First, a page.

Please think before you judge someone. You have no idea what’s going on in people’s lives!
So lets be honest, although most of us probably don’t want to admit it, being judgemental seems to be human nature. I have judged people and I have been judged but we don’t know everyone’s story and it’s a sad trait to have. I guess a lot of it is to do with stereotyping. There are so many stereotypes out there and these seem to get passed from generation to generation and it really needs to stop.
I went to a hospital appointment recently with my carer and was waiting to park in the disabled bay. I’m a 25 year old woman with invisible disabilities and I was judged by two different people whilst waiting. A gentleman who was coming out of the bay wound his window down and made a hand gesture to call me a “w*nker” and an elderly woman who must have wanted the space called me a “silly cow” and waved her blue badge at me so I waved mine back at her! A similar thing happened to my friend recently. She is 18 and she was waiting for a disabled bay and an elderly woman wound her window down and told her that those bays were reserved for disabled people so she showed her badge and the lady then said that they were for “elderly people” and that she should go and park elsewhere.
Think about it. Have you been judged? Have you judged someone? We don’t know everyone’s individual story.
The really thin girl you assumed was anorexic may be desperately trying to put on weight or could be fighting an invisible illness that makes gaining weight difficult for her.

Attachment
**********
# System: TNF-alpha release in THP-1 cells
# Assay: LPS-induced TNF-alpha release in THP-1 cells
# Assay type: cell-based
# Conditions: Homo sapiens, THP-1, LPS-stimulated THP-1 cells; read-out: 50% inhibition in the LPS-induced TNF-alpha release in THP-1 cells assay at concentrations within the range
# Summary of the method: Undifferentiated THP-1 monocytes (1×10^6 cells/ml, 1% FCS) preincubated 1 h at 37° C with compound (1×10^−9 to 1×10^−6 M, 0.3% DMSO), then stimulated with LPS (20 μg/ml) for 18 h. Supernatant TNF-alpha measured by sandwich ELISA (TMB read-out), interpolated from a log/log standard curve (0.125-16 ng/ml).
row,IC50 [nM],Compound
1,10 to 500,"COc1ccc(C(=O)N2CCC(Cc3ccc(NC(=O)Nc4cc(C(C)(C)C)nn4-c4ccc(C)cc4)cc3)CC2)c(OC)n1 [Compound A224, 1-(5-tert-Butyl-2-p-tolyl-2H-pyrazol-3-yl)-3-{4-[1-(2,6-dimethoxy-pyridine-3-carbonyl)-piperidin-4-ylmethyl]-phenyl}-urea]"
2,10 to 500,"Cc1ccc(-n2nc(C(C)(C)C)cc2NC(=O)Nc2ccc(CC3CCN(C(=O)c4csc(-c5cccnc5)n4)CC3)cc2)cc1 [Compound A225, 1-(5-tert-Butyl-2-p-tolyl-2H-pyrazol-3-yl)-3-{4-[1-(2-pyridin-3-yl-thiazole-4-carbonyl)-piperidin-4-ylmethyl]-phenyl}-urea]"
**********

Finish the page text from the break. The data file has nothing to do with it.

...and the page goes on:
The guy you saw on crutches struggling to walk last week who is walking today may be suffering with a condition that varies massively, it doesn’t mean he was faking it.
Please try not to stare at the young girl in the wheelchair trying to figure out what is wrong with her.
The guy who has used the disabled toilet but looks “normal” could be suffering with IBD.
Not all disabilities are visible. Not all disabilities are the same. Think before you judge.
Love & hugs,
As you may know I am currently waiting to have sacral nerve stimulation surgery so I thought I would write a post explaining a bit more about the process and how it hopefully will help me!
Due to my Ehlers-Danlos Syndrome I have numerous problems with my bladder and bowel. After previously having tests it was discovered that this could partly be due to a communication problem between my bladder/bowel and my brain. Sacral Neuromodulation Therapy can help to restore normal bladder or bowel function and where successful, it can be a life-changing treatment.
Our brain controls our bodies muscles and movements by sending electrical messages, which are carried by nerves. There are major routes, one of which runs from the brain, along the spinal cord and through the lower back called the sacral area, and they have smaller pathways running off them. Sacral Neuromodulation helps to correct inappropriate, unwanted or incorrect messages.
The surgery itself is performed in two phases, the evaluation phase and the implant phase.
During the evaluation phase I will have surgery to insert a thin temporary wire near the sacral nerve in my lower back which control the bladder/bowel. The wire will then be connected to a little device which I will have to wear on a belt and this delivers the stimulation to the nerves. This test phase will last a couple of weeks and then I will have an assessment to see if I will benefit from the permanent implant.
If the test phase is successful I will then have another surgery to have the device implanted just beneath my skin in the upper buttock area. A lead is also implanted in the lower back and then connected from the device. The battery usually lasts about 5 years.
If the test phase is unsuccessful then the temporary wire will be removed.
On Wednesday I have another pre-op, this time to see an anaesthetist, to discuss the surgery further as I’m a complicated zebra thanks to EDS! I will try and keep you all updated with the next steps etc.
I hope you have had a lovely bank holiday weekend with as little pain as possible!
Love & hugs,